China’s second-largest property developer may end up defaulting, a prospect that is sending shock waves across global markets.
Evergrande is $300 billion in debt and warned investors it may collapse if it can’t raise capital quickly. Shares of Evergrande’s stock plummeted on Monday by about 10% after falling roughly 80% over the past six months.
There are concerns that a collapse of Evergrande, which holds 6.5% of China’s total property sector debt, could spell economic catastrophe similar to when U.S. investing giant Lehman Brothers declared bankruptcy in 2008.
While Evergrande was supposed to repay interest payments on some loans on Monday, officials in China have reportedly told the major banks they won’t be paid. A collapse could ricochet across the Chinese economy given how many firms Evergrande is tied to.
Evergrande owes money to more than 170 Chinese banks and 121 other financial firms, and the financial fallout from Evergrande defaulting would be “far-reaching,” Mattie Bekink of the Economist Intelligence Unit told the BBC.
Should the firm collapse, banks may be forced to lend less, which may result in a credit crunch.
“The repercussions from Evergrande’s prospective collapse will likely contribute to China's ongoing economic deceleration, which in turn anchors global growth and inflation and casts a pall over commodity prices,” said Phoenix Kalen, a strategist at Societe Generale in London.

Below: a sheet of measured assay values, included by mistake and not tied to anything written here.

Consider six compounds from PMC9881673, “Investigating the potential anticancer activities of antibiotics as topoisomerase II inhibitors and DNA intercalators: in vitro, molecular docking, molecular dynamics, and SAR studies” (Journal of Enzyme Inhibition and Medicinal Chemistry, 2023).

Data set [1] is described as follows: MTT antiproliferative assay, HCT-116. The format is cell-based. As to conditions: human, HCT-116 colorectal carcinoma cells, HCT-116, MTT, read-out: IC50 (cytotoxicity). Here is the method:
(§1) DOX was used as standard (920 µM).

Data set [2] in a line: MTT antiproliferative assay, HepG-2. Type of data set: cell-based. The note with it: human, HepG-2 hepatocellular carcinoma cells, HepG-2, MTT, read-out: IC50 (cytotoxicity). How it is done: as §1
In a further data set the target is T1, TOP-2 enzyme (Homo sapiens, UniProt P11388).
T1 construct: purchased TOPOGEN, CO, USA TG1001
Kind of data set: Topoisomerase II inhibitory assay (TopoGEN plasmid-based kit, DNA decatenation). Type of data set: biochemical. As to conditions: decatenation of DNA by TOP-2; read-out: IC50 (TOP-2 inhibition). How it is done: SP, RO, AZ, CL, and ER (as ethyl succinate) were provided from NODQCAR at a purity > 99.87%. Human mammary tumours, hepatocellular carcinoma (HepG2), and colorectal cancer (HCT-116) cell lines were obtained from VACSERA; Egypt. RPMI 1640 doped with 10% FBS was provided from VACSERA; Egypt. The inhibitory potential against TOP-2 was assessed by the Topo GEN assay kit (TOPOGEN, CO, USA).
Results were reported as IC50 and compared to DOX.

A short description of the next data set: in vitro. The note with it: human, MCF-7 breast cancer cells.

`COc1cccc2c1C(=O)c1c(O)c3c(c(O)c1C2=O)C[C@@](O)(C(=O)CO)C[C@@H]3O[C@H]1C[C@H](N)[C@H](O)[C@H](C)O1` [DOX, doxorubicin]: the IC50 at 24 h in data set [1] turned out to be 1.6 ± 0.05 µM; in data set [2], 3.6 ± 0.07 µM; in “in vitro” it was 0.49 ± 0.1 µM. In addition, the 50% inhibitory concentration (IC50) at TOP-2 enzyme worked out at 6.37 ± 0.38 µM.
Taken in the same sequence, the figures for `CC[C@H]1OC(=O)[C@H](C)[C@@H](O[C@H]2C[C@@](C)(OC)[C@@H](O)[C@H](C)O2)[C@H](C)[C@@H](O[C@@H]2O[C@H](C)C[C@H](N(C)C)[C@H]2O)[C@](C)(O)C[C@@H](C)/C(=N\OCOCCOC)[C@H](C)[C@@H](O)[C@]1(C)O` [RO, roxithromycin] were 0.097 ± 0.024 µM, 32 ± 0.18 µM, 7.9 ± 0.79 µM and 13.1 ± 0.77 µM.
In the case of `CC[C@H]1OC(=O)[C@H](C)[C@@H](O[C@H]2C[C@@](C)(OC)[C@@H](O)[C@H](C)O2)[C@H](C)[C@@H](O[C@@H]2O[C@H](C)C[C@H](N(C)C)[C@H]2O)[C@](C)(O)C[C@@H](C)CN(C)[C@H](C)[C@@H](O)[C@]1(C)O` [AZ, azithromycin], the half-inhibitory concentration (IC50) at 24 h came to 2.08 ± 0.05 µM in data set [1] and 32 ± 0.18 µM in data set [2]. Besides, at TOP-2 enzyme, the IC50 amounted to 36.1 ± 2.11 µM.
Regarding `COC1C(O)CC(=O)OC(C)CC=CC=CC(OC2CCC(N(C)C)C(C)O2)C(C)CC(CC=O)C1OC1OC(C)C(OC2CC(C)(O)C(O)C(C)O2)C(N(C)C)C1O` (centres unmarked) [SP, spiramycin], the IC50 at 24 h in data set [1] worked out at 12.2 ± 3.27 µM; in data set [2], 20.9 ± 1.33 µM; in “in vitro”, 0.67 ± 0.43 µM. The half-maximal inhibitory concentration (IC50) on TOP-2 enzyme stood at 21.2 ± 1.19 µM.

Given Evergrande’s enormous size, Goldman Sachs economists predict that any default or restructuring of Evergrande “would be carefully managed” by Beijing. They contend the Chinese government would need to send a clear message “to shore up confidence and to stop the spillover effect.”
While some economists have raised the Lehman-like potential of an Evergrande collapse, others believe the threat to the global economy to be less. Simon MacAdam, the senior global economist at Capital Economics, thinks the danger is being overblown.
“On its own, a managed default or even messy collapse of Evergrande would have little global impact beyond some market turbulence,” said MacAdam, according to CNBC. “Even if it were the first of many property developers to go bust in China, we suspect it would take a policy misstep for this to cause a sharp slowdown in its economy.”
Still, investor sentiment was rattled on Monday. The Chicago Board Options Exchange Volatility Index, better known as the VIX, is intended to gauge fear in the markets. It was up more than 20% amid the Evergrande fiasco while the Dow dropped to a session low of more than 900 points.
The Dow closed down 614 points, or 1.8%, after clawing back some of its losses earlier in the day. The S&P 500 dropped 1.7% and the Nasdaq shed 2.2%.
Another factor affecting the stock market is this week’s meeting of top U.S. Federal Reserve officials. The central bank, led by Chairman Jerome Powell, is expected to hint at tapering its asset-purchasing program after its two-day meeting concludes on Wednesday. The Fed could also announce plans to slash bond buying at its next meeting in November.
Markets are also reacting to unease surrounding the widely spreading delta variant of COVID-19 and uncertainty about the looming deadline for Congress to raise the debt ceiling. September is also just a historically bad month for the markets.
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Original Author: Zachary Halaschak